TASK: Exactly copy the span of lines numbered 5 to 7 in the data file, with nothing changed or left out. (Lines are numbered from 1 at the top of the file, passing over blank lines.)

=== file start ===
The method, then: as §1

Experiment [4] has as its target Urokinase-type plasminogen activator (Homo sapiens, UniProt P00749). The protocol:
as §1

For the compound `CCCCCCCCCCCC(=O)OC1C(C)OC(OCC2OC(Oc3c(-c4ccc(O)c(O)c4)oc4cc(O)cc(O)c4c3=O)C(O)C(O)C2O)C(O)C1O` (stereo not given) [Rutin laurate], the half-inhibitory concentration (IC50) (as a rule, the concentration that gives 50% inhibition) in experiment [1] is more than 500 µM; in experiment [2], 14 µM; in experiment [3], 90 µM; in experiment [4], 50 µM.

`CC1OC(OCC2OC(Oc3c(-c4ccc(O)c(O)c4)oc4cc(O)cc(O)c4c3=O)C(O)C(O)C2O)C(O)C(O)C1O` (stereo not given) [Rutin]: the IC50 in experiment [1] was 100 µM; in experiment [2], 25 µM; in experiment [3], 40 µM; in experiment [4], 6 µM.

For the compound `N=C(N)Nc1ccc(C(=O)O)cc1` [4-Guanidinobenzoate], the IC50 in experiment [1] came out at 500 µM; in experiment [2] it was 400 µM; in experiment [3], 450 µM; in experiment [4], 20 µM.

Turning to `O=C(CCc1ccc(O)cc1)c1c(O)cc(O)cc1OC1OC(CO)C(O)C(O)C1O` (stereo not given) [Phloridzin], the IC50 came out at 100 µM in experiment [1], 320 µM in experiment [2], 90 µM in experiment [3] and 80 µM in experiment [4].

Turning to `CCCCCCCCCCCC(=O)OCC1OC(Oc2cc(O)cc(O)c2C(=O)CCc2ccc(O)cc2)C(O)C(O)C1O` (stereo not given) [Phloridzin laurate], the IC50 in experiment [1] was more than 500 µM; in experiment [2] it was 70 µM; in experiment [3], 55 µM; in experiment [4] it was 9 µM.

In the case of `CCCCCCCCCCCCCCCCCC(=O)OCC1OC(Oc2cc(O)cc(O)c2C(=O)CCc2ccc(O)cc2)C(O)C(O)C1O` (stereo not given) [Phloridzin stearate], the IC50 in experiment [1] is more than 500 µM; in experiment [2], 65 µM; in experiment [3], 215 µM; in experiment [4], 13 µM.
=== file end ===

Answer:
`CC1OC(OCC2OC(Oc3c(-c4ccc(O)c(O)c4)oc4cc(O)cc(O)c4c3=O)C(O)C(O)C2O)C(O)C(O)C1O` (stereo not given) [Rutin]: the IC50 in experiment [1] was 100 µM; in experiment [2], 25 µM; in experiment [3], 40 µM; in experiment [4], 6 µM.

For the compound `N=C(N)Nc1ccc(C(=O)O)cc1` [4-Guanidinobenzoate], the IC50 in experiment [1] came out at 500 µM; in experiment [2] it was 400 µM; in experiment [3], 450 µM; in experiment [4], 20 µM.

Turning to `O=C(CCc1ccc(O)cc1)c1c(O)cc(O)cc1OC1OC(CO)C(O)C(O)C1O` (stereo not given) [Phloridzin], the IC50 came out at 100 µM in experiment [1], 320 µM in experiment [2], 90 µM in experiment [3] and 80 µM in experiment [4].